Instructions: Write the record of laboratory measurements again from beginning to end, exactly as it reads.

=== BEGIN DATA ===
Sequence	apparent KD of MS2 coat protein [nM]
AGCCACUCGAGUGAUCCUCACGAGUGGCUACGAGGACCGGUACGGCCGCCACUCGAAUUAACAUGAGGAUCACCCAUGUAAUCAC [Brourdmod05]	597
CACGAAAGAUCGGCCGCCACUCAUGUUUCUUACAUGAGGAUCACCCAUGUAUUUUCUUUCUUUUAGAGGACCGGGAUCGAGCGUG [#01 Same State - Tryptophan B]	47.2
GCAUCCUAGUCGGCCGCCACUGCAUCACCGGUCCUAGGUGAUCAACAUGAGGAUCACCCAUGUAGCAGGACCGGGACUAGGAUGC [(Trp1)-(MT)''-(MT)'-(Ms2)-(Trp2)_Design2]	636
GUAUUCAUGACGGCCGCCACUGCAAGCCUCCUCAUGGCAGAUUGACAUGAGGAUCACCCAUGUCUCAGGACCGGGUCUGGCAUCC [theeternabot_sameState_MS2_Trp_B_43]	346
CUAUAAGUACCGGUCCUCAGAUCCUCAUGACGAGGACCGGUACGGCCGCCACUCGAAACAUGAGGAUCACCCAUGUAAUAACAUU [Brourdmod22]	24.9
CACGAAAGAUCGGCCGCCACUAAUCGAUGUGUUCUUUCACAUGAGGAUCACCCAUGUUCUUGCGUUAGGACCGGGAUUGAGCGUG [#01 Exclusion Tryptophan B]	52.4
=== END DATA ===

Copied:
Sequence	apparent KD of MS2 coat protein [nM]
AGCCACUCGAGUGAUCCUCACGAGUGGCUACGAGGACCGGUACGGCCGCCACUCGAAUUAACAUGAGGAUCACCCAUGUAAUCAC [Brourdmod05]	597
CACGAAAGAUCGGCCGCCACUCAUGUUUCUUACAUGAGGAUCACCCAUGUAUUUUCUUUCUUUUAGAGGACCGGGAUCGAGCGUG [#01 Same State - Tryptophan B]	47.2
GCAUCCUAGUCGGCCGCCACUGCAUCACCGGUCCUAGGUGAUCAACAUGAGGAUCACCCAUGUAGCAGGACCGGGACUAGGAUGC [(Trp1)-(MT)''-(MT)'-(Ms2)-(Trp2)_Design2]	636
GUAUUCAUGACGGCCGCCACUGCAAGCCUCCUCAUGGCAGAUUGACAUGAGGAUCACCCAUGUCUCAGGACCGGGUCUGGCAUCC [theeternabot_sameState_MS2_Trp_B_43]	346
CUAUAAGUACCGGUCCUCAGAUCCUCAUGACGAGGACCGGUACGGCCGCCACUCGAAACAUGAGGAUCACCCAUGUAAUAACAUU [Brourdmod22]	24.9
CACGAAAGAUCGGCCGCCACUAAUCGAUGUGUUCUUUCACAUGAGGAUCACCCAUGUUCUUGCGUUAGGACCGGGAUUGAGCGUG [#01 Exclusion Tryptophan B]	52.4